Hope in the Midst of Despair

“But we do not want you to be uninformed, brothers, about those who are asleep, that you may not grieve as others do who have no hope. For since we believe that Jesus died and rose again, even so, through Jesus, God will bring with him those who have fallen asleep. For this we declare to you by a word from the Lord, that we who are alive, who are left until the coming of the Lord, will not precede those who have fallen asleep. For the Lord himself will descend from heaven with a cry of command, with the voice of an archangel, and with the sound of the trumpet of God. And the dead in Christ will rise first. Then we who are alive, who are left, will be caught up together with them in the clouds to meet the Lord in the air, and so we will always be with the Lord. Therefore encourage one another with these words (1 Thessalonians 4:13-18 ESV).

We look for answers, but often answers never come. I think we feel that we would be better able to cope with tragedy if we could know and understand the reasons behind it. But the truth is we will likely never understand the senseless acts of violence such as those at Columbine, Virginia Tech, Sandy Hook, Aurora and Marjory Stoneman Douglas.

Words of comfort fall miserably short in the wake of this kind of destruction. The void left behind by those who would play God in determining the destiny of other individuals is too great for mere words to fill. Even time cannot remove the painful sting of a life cut so desperately short.

Yet we feel the need to offer words of comfort, knowing full well that they will not be enough. Paul exhorts us to “Rejoice with those who rejoice, weep with those who weep” (Romans 12:15 ESV).  Weep we do, and weep we will. We are further encouraged to “Bear one another’s burdens, and so fulfill the law of Christ” (Galatians 6:2 ESV). When one member of the body hurts, the whole body hurts.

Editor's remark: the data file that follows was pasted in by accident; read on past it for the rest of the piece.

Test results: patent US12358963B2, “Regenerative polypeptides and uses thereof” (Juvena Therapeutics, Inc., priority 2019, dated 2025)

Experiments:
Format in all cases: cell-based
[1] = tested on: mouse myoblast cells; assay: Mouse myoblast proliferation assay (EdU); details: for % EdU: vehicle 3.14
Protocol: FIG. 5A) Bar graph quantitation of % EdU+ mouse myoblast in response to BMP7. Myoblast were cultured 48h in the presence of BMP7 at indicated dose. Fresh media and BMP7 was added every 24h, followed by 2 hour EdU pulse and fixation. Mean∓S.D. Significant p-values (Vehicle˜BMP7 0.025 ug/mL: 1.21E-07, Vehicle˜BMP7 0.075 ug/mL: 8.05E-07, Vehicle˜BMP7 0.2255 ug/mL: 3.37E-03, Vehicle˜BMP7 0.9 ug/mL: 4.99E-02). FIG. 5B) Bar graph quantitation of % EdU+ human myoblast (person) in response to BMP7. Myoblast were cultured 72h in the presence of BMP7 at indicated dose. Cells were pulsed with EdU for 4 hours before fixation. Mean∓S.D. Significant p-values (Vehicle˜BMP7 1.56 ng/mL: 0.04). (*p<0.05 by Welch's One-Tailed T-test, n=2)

Jesus said that those who mourn will be comforted (Matthew 5:4). It’s a promise! He didn’t say that we shouldn’t mourn; it’s a natural and necessary process. But He did promise comfort. “Blessed be the God and Father of our Lord Jesus Christ, the Father of mercies and the God of all comfort, who comforts us in all our affliction” (2 Corinthians 1:3-4a ESV).

The lead text from 1 Thessalonians offers us hope for the future. We will be reunited with those we love, who have preceded us in death. Yet another promise! “Behold! I tell you a mystery. We shall not all sleep, but we shall all be changed, in a moment, in the twinkling of an eye, at the last trumpet. For the trumpet will sound, and the dead will be raised imperishable, and we shall be changed. For this perishable body must put on the imperishable, and this mortal body must put on immortality. When the perishable puts on the imperishable, and the mortal puts on immortality, then shall come to pass the saying that is written: ‘Death is swallowed up in victory.’  ‘O death, where is your victory? O death, where is your sting?'” (1 Corinthians 15:51-55 ESV).

I’m under no delusion that my words will bring any immediate comfort to those who are in the midst of mourning. But, I believe that the Word of God can and will bring comfort. “So shall my word be that goes out from my mouth; it shall not return empty, but it shall succeed in the thing for which I sent it” (Isaiah 55:11 ESV).

If you are mourning a great loss, I mourn with you. If you are not, mourn with those who do. But let us mourn with hope, for He will bring comfort.



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